[Haskell-cafe] Can we come out of a monad?

wren ng thornton wren at freegeek.org
Fri Jul 30 23:04:03 EDT 2010

Tillmann Rendel wrote:
> C K Kashyap wrote:
>> I am of the
>> understanding that once you into a monad, you cant get out of it? 
> That's not correct.

Indeed. The correct formulation of the statement is that it's not "safe" 
to leave a monad. Where "safe" has the same connotation as in all the 
unsafeFoo functions--- namely, you have additional proof obligations.

In other words, there is no general function:

     escape :: forall a m. (Monad m) => m a -> a

Or any variant that takes additional arguments of a fixed type. But 
really, the nonexistence of this function is the only claim we're making 
about it not being safe to escape a monad. It's certainly true that we 
can exit a monad (provided the additional proof/arguments necessary for 
the particular monad in question). Indeed, almost every monad can be 
exited. The tricky bit is, they all require some *different* kind of 
"proof", so we can't write a general version that works for every monad.

For example, in the Maybe monad we will either have an A, or we will 
not. So how can we extract an A? Well, if the monadic value is Just a, 
then we can use pattern matching to extract the A. But if the monadic 
value is Nothing, then what? Well, in order to provide an A, we'll need 
to have some default A to provide when the Maybe A doesn't contain one. 
So this default A is our "proof" of safety for exiting Maybe:

     exitMaybe :: forall a. a -> Maybe a -> a
     exitMaybe default Nothing = default
     exitMaybe _ (Just something) = something

For another example, in the list monad we will have zero or more A. So 
how can we return an A? Here we have a number of options. We could write 
a function similar to exitMaybe, where we select some value in the list 
arbitrarily or else return the default value if the list is empty. This 
would match the idea that the list monad encapsulates nondeterministic 
computations. But we loose some information here. Namely, why are we 
carrying this list of all possible values around when we're just going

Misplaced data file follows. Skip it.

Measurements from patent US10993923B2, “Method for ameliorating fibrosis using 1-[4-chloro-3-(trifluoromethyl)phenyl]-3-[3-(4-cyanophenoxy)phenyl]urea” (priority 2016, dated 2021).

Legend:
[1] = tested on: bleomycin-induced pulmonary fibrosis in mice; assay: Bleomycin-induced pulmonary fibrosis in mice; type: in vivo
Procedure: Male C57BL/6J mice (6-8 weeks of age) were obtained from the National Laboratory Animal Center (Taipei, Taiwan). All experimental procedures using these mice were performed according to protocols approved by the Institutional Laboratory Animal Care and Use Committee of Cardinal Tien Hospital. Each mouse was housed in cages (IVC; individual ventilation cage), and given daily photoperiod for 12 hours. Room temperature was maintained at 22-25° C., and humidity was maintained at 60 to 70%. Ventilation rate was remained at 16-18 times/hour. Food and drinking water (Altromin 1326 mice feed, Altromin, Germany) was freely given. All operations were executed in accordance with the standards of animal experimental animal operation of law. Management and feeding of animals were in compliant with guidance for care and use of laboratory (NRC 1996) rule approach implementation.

to select one arbitrarily? Why not select it earlier and save ourselves 
some baggage? The idea of using a list as nondeterminism means that we 
want to know *all* possible values our nondeterministic machine could 
return. In that case, we need some way of combining different A values 
in order to get an aggregate value as our output. Thus,

     exitList :: forall a. a -> (a -> a -> a) -> [a] -> a
     exitList x f [] = x
     exitList x f (a:as) = f a (exitList x f as)

Of course we could also implement different versions for returning the 
elements of the list in a different order. And if we wanted to be more 
general we could allow the type of x and the return type of f to be any 
arbitrary type B. Here, our "proof" is the two arguments for eliminating 
a list.

The reason IO is special is, what kind of proof do we require in order 
to exit the IO monad and return a pure result? Ah, that's a tricky one 
isn't it. This really comes down to asking what the meaning of the IO 
monad really is; if we knew what kind of structure IO has, then we could 
derive a way of deconstructing that structure, just like we did for list 
and Maybe. Because it includes disk access, in order to exit the IO 
monad in general we would need (among other things) to be able to 
predict/provide the values of all files, including ones got via the 
network, and default values for all disk or network failures. Actually, 
we need those proofs for every moment in time, because IO is volatile 
and someone might do something like enter a loop trying to read a file 
over and over again until it finally succeeds.

Clearly we cannot provide those kinds of proof in practice. They'd be 
too big! Actually, this bigness might even be a theoretical problem 
since the program has to fit in a file on disk, but the program must 
include (some non-IO way of getting) the values of all the files on the 
disk or the network. So we cannot exit the IO monad in general. But IO 
is a sin bin that does a lot of other stuff too, like give reflection on 
the state of the runtime system. It's perfectly possible to write an 
adaptive algorithm that does things quickly when it has access to lots 
of memory, but does things more optimally when memory is constrained. 
Provided it gives the same answers regardless of resources, then it's 
perfectly safe and referentially transparent to run this algorithm to 
return a pure value, despite it using IO operations to monitor how much 
memory is free while it runs. Things like this are what unsafePerformIO 
is for. In order to use that function we must still provide "proof" that 
it's safe to exit the monad, only this time it's not a token that's 
passed around within the code, it's an actual proof that we've 
demonstrated in some theoretical framework for reasoning about Haskell.


For what it's worth, this situation is reversed for comonads. Monads, 
which represent a kind of structure-around-values, can be freely entered 
with return (by giving them trivial structure) but they're not "safe" to 
exit (because every structure has a different shape to get out of). 
Whereas for comonads, which represent a kind of being-in-context, you 
can exit freely with coreturn (because you can always choose not to look 
at your surroundings) but it's not "safe" to enter them (because every 
context has a different shape to get into).

Live well,

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